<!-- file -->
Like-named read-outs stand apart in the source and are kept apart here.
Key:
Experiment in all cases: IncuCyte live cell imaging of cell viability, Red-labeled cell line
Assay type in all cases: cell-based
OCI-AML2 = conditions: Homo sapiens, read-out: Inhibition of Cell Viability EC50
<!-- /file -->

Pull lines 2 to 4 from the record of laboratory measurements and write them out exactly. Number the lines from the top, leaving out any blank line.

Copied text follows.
Key:
Experiment in all cases: IncuCyte live cell imaging of cell viability, Red-labeled cell line
Assay type in all cases: cell-based